Explore our top 8 picks for the best camping sites in Iceland. Spend nights close to waterfalls, coastlines or highlands to experience Iceland’s nature firsthand.
Camping is a remarkable experience that allows you to deeply connect with nature. Whether you’re planning an overnight stay in a national park or renting a campervan for a trip around the Ring Road, it’s vital to respect the camping rules in Iceland.
In this guide, we’ll walk you through what you need to know about regulations, Leave No Trace principles, campfire guidelines, waste management, and camping etiquette in Iceland.
Camping Regulations in Iceland
When camping in Iceland, it’s important to stick to designated campsites. Whether you’re in a tent, campervan, or motorhome, there’s typically no need to book in advance. Just show up, pay the fee, and set up camp. Many campgrounds are only open during the summer months, so be sure to check opening dates before you arrive.
Contrary to popular belief, you can’t camp just anywhere in Iceland. Wild camping is only permitted if there are no campsites nearby, and it’s restricted to single-night stays camping in a tent. It’s also possible to camp outside official camping grounds if you have written permission from the landowner. However, this isn’t a common or practical choice for most travelers.
Wherever you stay, make sure you follow the camping rules. It’s safer, more enjoyable, and helps maintain the pristine beauty of Iceland for everyone to appreciate.
Leave No Trace Principles
Preserving Iceland’s national parks, geothermal pools, black sand beaches, and other incredible nature is a shared responsibility. You can minimize your impact on the environment by following the seven Leave No Trace principles:
- Plan ahead and prepare
- Travel and camp on durable surfaces
- Dispose of waste properly
- Leave what you find
- Do not set campfires
- Respect wildlife
- Be considerate of other visitors
These translate into simple yet effective practices, like carrying all trash back with you, packing the right camping gear for Icelandic conditions, and not collecting things like rocks, sand, or plants (this is illegal). One of the simplest ways you can respect nature is to stay on marked trails to avoid trampling sensitive vegetation.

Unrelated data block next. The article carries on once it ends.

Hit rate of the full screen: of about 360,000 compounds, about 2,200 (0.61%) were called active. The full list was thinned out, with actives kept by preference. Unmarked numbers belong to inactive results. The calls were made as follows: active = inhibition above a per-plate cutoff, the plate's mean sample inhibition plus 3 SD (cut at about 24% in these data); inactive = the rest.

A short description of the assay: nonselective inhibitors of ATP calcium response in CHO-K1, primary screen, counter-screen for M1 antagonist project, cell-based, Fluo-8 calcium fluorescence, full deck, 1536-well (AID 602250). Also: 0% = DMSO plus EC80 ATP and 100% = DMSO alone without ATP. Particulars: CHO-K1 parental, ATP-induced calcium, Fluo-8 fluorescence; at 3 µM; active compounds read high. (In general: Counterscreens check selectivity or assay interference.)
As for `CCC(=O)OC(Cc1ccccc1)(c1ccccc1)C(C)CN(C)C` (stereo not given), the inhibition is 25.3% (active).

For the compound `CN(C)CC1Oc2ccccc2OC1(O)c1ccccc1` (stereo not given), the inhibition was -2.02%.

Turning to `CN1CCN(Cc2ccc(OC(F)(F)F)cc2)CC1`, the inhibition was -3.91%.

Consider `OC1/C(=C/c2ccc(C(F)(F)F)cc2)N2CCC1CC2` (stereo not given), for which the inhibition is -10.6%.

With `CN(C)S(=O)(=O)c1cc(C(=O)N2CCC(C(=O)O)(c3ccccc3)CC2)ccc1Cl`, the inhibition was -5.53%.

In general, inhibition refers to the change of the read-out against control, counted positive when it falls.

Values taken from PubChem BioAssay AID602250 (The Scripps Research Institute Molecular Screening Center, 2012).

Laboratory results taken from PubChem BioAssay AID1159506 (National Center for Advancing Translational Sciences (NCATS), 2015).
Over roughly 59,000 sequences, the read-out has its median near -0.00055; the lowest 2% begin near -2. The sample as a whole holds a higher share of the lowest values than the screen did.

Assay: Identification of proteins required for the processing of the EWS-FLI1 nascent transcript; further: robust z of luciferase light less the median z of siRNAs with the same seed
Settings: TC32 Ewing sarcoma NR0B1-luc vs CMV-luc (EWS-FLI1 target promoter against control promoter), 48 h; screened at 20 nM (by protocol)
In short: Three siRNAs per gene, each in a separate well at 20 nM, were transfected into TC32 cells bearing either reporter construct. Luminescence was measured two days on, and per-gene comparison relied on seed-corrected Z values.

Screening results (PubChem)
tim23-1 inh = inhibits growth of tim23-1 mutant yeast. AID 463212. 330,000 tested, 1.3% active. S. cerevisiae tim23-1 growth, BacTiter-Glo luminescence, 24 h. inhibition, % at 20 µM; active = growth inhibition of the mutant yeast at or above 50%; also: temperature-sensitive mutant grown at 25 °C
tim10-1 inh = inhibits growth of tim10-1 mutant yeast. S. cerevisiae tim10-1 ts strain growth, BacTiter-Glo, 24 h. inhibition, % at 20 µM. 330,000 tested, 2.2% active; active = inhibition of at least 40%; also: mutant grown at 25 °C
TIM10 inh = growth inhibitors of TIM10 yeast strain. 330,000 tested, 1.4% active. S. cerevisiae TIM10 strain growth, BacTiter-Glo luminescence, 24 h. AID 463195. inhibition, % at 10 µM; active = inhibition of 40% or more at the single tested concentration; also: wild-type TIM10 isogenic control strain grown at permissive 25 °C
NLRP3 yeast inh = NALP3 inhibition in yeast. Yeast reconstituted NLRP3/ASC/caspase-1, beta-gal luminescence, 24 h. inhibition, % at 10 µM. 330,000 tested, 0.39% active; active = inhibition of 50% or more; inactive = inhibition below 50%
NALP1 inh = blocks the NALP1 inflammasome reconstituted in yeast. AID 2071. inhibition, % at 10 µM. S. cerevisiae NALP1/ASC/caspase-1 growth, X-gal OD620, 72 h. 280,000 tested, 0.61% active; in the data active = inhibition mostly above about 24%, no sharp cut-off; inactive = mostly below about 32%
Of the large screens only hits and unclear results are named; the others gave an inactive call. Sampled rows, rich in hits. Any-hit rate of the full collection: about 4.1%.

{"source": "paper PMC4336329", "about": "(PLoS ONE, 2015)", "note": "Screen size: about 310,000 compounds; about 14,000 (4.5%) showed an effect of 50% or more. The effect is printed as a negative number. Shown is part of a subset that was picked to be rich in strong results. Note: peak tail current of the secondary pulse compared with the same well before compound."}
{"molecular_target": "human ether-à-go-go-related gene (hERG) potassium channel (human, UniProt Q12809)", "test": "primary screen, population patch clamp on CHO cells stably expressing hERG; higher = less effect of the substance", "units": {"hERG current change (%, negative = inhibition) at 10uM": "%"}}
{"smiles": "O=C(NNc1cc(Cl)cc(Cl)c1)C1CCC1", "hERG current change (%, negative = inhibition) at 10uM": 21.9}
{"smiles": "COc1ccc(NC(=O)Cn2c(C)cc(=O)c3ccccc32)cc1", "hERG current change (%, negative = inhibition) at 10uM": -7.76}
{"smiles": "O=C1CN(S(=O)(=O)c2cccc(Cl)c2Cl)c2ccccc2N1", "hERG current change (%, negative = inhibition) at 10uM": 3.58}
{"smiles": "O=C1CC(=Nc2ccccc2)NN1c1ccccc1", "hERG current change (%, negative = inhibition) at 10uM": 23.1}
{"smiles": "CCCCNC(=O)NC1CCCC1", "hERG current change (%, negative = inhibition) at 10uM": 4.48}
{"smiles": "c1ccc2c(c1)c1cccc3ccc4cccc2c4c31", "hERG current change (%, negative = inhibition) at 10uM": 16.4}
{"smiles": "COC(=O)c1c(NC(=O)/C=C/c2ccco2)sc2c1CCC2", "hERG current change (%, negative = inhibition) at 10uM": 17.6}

Cooking and Campfire Guidelines
Lighting campfires is prohibited in Iceland, except at a few established campgrounds that have designated campfire facilities. Fortunately, most campsites offer places to cook, such as outdoor grills and indoor cooking areas.
If you plan to stay at campgrounds with limited facilities, it’s a good idea to pack or rent a gas camping stove. Single-use barbecues, available at many supermarkets, may be a suitable option for shorter stays. Alternatively, you can pack meals that don’t require cooking.
Use designated trash cans, and separate recyclables from general waste if the facilities allow. If you can’t find appropriate bins, follow the “pack in, pack out” principle by bringing back all the waste you generate during your camping trip. This includes biodegradable items like food scraps.
You can minimize waste by avoiding excessive packaging and bringing reusable items. Many campsites offer kitchen facilities where you can wash your dishes.
Being a considerate camper isn’t just about respecting nature—it’s also about maintaining the peace and privacy of your fellow campers. When setting up your tent or parking your campervan, ensure you’re not taking over someone else’s space.
Keep noise levels low, particularly during established quiet hours, which usually extend from late evening to early morning. It’s especially important to be considerate when camping near residential areas, where you must respect the locals’ peace.
Every campsite is a bit different, so be sure to check the camping rules wherever you’re staying. And of course, leave campsites as clean or cleaner than you found them.
Enjoy and Protect Iceland’s Natural Beauty
Camping offers an incredible opportunity to experience breathtaking landscapes and meet some locals along the way. By following the etiquette and camping rules in Iceland, you can ensure a safe, fun, and sustainable traveling experience for yourself and future visitors. So let’s cherish Iceland’s natural beauty and leave behind only good memories. Happy camping!
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